In brief…

You should check the origin and accuracy of bought-in lists. You should screen call lists against the TPS, and only use bought-in lists for email, text or recorded calls with very specific consent.

For in-house marketing lists, use opt-in boxes wherever possible. Specify consent to marketing by email, by text, by fax, by phone or by recorded call. Ask for specific consent also if you want to pass details to other companies, and make sure you name or describe those companies.

Keep clear records of consent, and keep a ‘do not contact’ list of anyone who objects or opts out.

In more detail…

Can we use bought-in marketing lists?

You can use bought-in lists to make live marketing calls, but you should screen against both the TPS and your own ‘do-not-call’ list of people who have previously objected to or opted out of your calls.

You must be very careful before using bought-in lists for recorded calls, texts or emails. You can only use them if all the people on the list specifically consented to receive that type of message from you. Generic consent covering any third party is unlikely to be enough.

If you are using bought-in B2B fax lists, you must screen against both the FPS and your own ‘do-not-fax’ list of people who have previously objected to or opted out of your faxes. You may only fax individuals (including sole traders and some partnerships) if they have specifically consented to receiving faxes from you.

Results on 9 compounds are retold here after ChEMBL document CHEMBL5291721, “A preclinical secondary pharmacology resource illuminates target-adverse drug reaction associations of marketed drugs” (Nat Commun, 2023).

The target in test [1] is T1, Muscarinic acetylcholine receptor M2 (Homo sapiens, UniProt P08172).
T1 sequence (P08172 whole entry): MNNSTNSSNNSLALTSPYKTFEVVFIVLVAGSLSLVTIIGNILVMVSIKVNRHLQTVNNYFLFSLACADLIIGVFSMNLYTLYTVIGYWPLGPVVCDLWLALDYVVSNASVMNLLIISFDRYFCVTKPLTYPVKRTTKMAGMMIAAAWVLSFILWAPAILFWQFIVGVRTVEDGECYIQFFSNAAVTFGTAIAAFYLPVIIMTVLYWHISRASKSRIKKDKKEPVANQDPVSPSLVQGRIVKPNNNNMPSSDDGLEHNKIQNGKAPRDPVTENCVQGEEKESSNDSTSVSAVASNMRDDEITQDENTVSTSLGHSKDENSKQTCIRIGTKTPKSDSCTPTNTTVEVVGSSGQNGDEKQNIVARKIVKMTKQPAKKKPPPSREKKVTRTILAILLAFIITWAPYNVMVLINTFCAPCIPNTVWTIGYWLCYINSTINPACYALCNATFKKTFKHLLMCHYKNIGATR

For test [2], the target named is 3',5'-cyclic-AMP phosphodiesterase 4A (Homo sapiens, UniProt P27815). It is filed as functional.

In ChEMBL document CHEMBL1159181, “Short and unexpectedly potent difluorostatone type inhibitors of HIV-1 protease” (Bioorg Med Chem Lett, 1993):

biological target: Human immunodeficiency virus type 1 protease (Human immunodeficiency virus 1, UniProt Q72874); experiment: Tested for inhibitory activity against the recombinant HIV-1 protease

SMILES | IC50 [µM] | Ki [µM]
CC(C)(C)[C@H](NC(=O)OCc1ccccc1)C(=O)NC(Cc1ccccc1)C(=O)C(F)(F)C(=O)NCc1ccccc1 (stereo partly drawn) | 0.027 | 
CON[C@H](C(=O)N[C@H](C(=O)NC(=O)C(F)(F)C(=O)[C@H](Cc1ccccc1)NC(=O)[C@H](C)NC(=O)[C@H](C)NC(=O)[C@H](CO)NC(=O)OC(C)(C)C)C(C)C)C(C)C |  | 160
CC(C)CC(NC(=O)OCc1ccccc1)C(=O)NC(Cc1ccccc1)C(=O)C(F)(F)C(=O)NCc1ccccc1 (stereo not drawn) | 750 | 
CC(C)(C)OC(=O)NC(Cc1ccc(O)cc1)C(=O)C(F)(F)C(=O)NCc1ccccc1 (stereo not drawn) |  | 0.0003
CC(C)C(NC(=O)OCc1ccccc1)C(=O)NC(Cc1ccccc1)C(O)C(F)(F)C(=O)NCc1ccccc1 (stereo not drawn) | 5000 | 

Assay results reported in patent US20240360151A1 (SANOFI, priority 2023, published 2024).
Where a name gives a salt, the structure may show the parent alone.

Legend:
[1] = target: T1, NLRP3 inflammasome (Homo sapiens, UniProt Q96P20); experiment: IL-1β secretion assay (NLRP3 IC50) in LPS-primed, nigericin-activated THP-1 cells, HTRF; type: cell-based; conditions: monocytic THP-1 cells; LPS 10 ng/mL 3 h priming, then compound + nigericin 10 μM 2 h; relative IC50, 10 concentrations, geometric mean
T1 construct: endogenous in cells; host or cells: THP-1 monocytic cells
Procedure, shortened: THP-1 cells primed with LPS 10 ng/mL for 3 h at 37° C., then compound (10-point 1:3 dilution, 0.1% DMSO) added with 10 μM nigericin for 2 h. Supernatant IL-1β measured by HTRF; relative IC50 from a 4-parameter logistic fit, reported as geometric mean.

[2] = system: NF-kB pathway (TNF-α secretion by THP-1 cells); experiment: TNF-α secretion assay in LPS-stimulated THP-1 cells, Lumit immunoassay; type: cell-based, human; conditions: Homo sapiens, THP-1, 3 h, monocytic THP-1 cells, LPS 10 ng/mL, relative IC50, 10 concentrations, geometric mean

You must make checks to satisfy yourself that any list is accurate and the details were collected fairly, and that the consent is specific and recent enough to cover your marketing.

For further information, see our guidance on direct marketing.

What’s the best way to compile our own marketing list?

You may want to compile your own in-house marketing list using details of people who have bought goods or services in the past, or who have registered on your website or made an enquiry. However, you should not assume that everyone is happy to receive marketing just because they have provided their contact details.

You should make it clear upfront that you intend to use their details for marketing purposes. The best way to get clear consent for your marketing is to provide opt-in boxes that specify the type of messages you plan to send (eg by email, by text, by phone, by fax, by recorded call).

You should record when and how you got consent, and what type of messages it covers. If possible, you should also record whether the customer is an individual or a company, as different rules apply. If this is not clear, assume they are an individual.

For further information, see our guidance on direct marketing.

Can we sell our marketing list?

As a general rule, you can only sell your marketing list if you have the consent of the listed individuals to do so.

Other businesses will only be able to use the list for recorded calls, texts or emails if the people on the list have specifically consented to receive that type of message from that company.

For further information, see our guidance on direct marketing.

Can we share our list with other companies in our group?

The same rules apply as for other third parties. If you intend to share the list within your group, you must have each individual’s specific consent to marketing from your group companies.